This approach is used for the management of cerebrospinal fluid (CSF) leaks,59 meningoencephaloceles, esthesioneuroblastoma,30,60 and meningiomas.6164 It is limited by the medial orbital wall laterally, but it can be expanded along the sagittal plane, depending on the lesion extension. However, to expose the cribriform plate, the posterior limit is marked by the posterior ethmoidal artery (Fig. E44.2A). The exposure can be further expanded anteriorly, toward the frontal sinus, through a transfrontal module, which provides access to its floor and the posterior wall30 (Fig. E44.2B).

The main steps to expose the midline anterior skull base are as follows:65

In olfactory groove meningiomas, the dura is coagulated and opened along the midline. In lesions extended to the crista galli, the dura is cauterized and incised lateral to the insertion of the falx; after coagulation of the anterior falcine artery and the inferior sagittal sinus, the falx is transected and the dura is mobilized anteriorly. Further anterior extension of the lesion may require drilling of the crista galli, which can be hyperostotic or pneumatized (10% of cases).66 After internal debulking, extracapsular dissection proceeds in a lateral to medial direction; when anterior cerebral artery branches or the anterior communicating artery lie on the surface of the tumor, a piecemeal removal is performed and the last tumor remnants are carefully dissected.

Anterior skull base lesions extending over the midplane of the orbital roof can be accessed through removal of the medial wall of the orbit and lateral displacement of the orbital tissues.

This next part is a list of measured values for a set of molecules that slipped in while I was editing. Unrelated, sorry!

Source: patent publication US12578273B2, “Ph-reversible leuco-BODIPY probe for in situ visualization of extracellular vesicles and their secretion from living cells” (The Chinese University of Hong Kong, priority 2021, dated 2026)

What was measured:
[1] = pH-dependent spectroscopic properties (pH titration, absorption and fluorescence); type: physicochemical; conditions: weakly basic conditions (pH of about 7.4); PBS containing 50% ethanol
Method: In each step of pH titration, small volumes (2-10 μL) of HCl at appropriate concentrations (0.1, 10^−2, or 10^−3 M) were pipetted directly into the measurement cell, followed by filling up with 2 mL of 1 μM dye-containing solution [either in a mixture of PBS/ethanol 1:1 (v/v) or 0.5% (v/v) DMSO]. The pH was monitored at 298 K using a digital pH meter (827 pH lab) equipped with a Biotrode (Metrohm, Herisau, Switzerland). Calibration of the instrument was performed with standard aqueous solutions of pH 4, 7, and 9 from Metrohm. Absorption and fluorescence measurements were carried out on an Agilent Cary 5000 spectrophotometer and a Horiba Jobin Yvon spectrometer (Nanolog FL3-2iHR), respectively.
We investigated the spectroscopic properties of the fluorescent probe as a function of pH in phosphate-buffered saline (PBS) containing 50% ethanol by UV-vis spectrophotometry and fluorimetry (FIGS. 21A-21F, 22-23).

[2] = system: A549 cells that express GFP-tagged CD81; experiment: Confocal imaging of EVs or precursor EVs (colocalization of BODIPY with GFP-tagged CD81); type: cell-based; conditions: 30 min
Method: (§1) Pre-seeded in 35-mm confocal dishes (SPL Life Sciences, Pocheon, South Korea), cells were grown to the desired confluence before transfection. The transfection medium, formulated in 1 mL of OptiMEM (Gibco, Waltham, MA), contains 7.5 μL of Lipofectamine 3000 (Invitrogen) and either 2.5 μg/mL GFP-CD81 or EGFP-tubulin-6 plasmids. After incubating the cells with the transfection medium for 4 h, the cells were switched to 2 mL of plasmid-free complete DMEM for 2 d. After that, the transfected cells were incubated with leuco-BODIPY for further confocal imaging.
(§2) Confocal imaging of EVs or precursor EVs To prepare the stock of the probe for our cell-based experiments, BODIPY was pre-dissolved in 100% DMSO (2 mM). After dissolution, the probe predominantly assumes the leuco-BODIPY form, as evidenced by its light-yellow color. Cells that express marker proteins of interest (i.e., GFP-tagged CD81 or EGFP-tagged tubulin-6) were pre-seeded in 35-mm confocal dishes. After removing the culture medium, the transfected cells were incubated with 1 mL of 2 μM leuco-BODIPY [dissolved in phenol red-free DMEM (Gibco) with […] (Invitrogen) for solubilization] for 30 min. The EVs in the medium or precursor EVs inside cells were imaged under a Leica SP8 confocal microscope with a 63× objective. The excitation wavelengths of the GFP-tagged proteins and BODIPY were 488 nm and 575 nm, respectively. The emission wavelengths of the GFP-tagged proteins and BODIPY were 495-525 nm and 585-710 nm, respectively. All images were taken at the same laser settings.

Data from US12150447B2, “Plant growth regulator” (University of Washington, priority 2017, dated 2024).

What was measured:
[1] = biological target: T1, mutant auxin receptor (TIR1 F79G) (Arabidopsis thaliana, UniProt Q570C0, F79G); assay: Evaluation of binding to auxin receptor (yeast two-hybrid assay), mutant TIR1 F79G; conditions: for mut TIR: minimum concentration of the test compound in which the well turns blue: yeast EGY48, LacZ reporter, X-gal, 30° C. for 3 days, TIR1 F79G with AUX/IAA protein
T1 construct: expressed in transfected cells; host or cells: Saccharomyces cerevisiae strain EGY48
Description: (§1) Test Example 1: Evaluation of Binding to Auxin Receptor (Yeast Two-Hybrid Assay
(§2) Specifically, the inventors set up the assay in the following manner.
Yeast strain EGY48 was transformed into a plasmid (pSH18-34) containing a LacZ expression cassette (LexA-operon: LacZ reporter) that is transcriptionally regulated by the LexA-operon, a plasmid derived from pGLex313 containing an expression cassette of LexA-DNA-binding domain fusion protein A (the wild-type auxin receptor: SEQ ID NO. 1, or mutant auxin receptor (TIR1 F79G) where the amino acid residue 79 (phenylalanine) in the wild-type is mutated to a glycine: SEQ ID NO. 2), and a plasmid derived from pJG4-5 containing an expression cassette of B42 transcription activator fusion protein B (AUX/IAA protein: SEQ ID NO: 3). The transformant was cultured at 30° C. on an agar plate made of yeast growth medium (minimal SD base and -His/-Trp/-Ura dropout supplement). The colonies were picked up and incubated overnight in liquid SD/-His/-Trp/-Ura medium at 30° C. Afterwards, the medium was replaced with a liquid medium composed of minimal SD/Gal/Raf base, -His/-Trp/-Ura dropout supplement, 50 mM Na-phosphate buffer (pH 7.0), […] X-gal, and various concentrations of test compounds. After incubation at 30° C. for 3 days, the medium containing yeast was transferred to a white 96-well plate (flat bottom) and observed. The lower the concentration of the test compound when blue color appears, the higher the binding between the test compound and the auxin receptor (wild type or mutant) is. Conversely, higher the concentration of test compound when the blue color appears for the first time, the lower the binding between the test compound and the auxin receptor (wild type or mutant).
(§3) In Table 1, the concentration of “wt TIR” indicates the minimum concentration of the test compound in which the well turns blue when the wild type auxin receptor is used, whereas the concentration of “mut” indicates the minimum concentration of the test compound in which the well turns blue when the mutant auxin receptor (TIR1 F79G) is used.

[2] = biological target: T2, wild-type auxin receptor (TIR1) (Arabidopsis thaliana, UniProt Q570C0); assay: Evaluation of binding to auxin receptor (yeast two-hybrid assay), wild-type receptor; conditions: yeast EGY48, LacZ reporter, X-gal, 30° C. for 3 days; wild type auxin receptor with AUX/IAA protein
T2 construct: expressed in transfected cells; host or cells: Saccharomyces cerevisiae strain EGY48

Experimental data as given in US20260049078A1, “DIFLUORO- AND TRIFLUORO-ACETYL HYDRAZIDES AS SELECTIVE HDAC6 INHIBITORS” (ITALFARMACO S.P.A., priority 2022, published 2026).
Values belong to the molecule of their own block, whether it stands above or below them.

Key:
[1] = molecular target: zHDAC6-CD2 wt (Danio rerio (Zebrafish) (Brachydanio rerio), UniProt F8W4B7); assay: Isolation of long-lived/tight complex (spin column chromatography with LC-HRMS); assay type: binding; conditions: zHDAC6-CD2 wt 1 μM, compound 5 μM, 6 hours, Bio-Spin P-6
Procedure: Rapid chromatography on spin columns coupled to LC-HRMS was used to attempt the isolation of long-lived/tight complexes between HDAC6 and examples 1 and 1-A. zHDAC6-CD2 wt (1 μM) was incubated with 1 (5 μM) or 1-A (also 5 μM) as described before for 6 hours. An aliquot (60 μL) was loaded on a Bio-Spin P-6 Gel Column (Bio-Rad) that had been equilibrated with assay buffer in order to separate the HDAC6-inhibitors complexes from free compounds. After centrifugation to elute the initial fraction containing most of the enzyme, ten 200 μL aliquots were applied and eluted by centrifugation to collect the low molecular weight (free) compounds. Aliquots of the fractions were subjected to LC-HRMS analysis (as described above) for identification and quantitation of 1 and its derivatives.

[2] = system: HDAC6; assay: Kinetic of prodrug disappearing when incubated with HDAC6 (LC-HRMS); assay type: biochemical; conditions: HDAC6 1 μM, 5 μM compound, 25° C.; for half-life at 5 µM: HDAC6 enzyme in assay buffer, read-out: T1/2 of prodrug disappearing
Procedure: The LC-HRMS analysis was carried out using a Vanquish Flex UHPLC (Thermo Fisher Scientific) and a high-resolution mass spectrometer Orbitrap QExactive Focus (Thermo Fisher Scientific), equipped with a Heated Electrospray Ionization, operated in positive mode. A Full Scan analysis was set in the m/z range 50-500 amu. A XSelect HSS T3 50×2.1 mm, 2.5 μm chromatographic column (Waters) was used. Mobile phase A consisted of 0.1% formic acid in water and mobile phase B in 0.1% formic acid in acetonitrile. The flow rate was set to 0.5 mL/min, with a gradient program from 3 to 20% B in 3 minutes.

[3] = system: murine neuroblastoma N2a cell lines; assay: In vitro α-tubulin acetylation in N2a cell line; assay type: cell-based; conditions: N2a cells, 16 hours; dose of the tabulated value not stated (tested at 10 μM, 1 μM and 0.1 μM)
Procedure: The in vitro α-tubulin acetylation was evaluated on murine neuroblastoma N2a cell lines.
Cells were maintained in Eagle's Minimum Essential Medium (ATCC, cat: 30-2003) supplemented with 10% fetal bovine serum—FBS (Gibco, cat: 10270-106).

In esthesioneuroblastomas extending intradurally, the olfactory bulbs are dissected from the surface of the brain and remain attached to the dura; focal areas of brain invasion are removed by suction and dissection. The olfactory nerves are then transected posteriorly and dura is removed completely; additional dural margins can be excised for frozen section analysis.60

Transtuberculum-Transplanum Sphenoidale Approach

In 1980 Ed Laws, Jr., described the microscopic transsphenoidal approach to suprasellar lesions by taking down the planum sphenoidale,67 and the same approach was adapted for endoscopy.67,68 It is bordered by the optic nerve’s bony prominence, the opticocarotid recess, and the bony prominence of the parasellar segment of the internal carotid artery (Fig. E44.3).

The main aspects of this module are as follows:

Once the dura has been opened, the following factors are evaluated:

In many cases, mainly cystic retrosellar lesions, removal of the whole sellar floor, flush to the clivus, provides a certain degree of pituitary mobility and the parapituitary stalk corridor could be enough to expose the prepontine cistern. When dealing with solid intrasellar lesions, a transpituitary route or additional pituitary mobilization is considered (Fig. E44.4). The pituitary gland can be mobilized on one side or reflected upward. Kassam has described an en bloc transposition.69 In order to reduce stretching of the infundibulum and the length of this step, a selective dislocation upward of the central part of the gland, through a V-shaped cut of the gland, may be considered.